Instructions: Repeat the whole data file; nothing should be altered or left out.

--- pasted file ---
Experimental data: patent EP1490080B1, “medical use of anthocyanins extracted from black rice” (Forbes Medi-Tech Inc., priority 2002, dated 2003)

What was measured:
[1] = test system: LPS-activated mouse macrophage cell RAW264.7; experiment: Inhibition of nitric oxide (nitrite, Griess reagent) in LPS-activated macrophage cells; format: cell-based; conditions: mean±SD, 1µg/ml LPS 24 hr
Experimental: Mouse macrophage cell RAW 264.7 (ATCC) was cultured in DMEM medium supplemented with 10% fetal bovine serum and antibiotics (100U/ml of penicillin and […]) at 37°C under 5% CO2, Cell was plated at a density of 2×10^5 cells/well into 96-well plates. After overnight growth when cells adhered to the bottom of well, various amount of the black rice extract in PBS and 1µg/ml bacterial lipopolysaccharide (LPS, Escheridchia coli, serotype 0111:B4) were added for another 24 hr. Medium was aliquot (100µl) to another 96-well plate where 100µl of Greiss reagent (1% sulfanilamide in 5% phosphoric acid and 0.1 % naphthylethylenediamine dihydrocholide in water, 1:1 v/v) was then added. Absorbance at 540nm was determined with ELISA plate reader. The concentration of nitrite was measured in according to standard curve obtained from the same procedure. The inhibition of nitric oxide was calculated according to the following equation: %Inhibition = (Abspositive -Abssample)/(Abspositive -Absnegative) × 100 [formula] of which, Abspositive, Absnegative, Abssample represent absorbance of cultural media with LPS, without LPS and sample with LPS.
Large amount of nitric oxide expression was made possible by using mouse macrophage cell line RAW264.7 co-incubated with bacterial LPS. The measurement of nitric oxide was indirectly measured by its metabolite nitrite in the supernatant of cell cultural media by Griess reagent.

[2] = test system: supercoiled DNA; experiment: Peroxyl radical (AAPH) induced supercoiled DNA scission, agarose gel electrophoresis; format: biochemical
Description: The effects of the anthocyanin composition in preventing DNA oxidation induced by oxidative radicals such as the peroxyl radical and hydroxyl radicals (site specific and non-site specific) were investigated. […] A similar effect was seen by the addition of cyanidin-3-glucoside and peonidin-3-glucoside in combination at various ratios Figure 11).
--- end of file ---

Experimental data: patent EP1490080B1, “medical use of anthocyanins extracted from black rice” (Forbes Medi-Tech Inc., priority 2002, dated 2003)

What was measured:
[1] = test system: LPS-activated mouse macrophage cell RAW264.7; experiment: Inhibition of nitric oxide (nitrite, Griess reagent) in LPS-activated macrophage cells; format: cell-based; conditions: mean±SD, 1µg/ml LPS 24 hr
Experimental: Mouse macrophage cell RAW 264.7 (ATCC) was cultured in DMEM medium supplemented with 10% fetal bovine serum and antibiotics (100U/ml of penicillin and […]) at 37°C under 5% CO2, Cell was plated at a density of 2×10^5 cells/well into 96-well plates. After overnight growth when cells adhered to the bottom of well, various amount of the black rice extract in PBS and 1µg/ml bacterial lipopolysaccharide (LPS, Escheridchia coli, serotype 0111:B4) were added for another 24 hr. Medium was aliquot (100µl) to another 96-well plate where 100µl of Greiss reagent (1% sulfanilamide in 5% phosphoric acid and 0.1 % naphthylethylenediamine dihydrocholide in water, 1:1 v/v) was then added. Absorbance at 540nm was determined with ELISA plate reader. The concentration of nitrite was measured in according to standard curve obtained from the same procedure. The inhibition of nitric oxide was calculated according to the following equation: %Inhibition = (Abspositive -Abssample)/(Abspositive -Absnegative) × 100 [formula] of which, Abspositive, Absnegative, Abssample represent absorbance of cultural media with LPS, without LPS and sample with LPS.
Large amount of nitric oxide expression was made possible by using mouse macrophage cell line RAW264.7 co-incubated with bacterial LPS. The measurement of nitric oxide was indirectly measured by its metabolite nitrite in the supernatant of cell cultural media by Griess reagent.

[2] = test system: supercoiled DNA; experiment: Peroxyl radical (AAPH) induced supercoiled DNA scission, agarose gel electrophoresis; format: biochemical
Description: The effects of the anthocyanin composition in preventing DNA oxidation induced by oxidative radicals such as the peroxyl radical and hydroxyl radicals (site specific and non-site specific) were investigated. […] A similar effect was seen by the addition of cyanidin-3-glucoside and peonidin-3-glucoside in combination at various ratios Figure 11).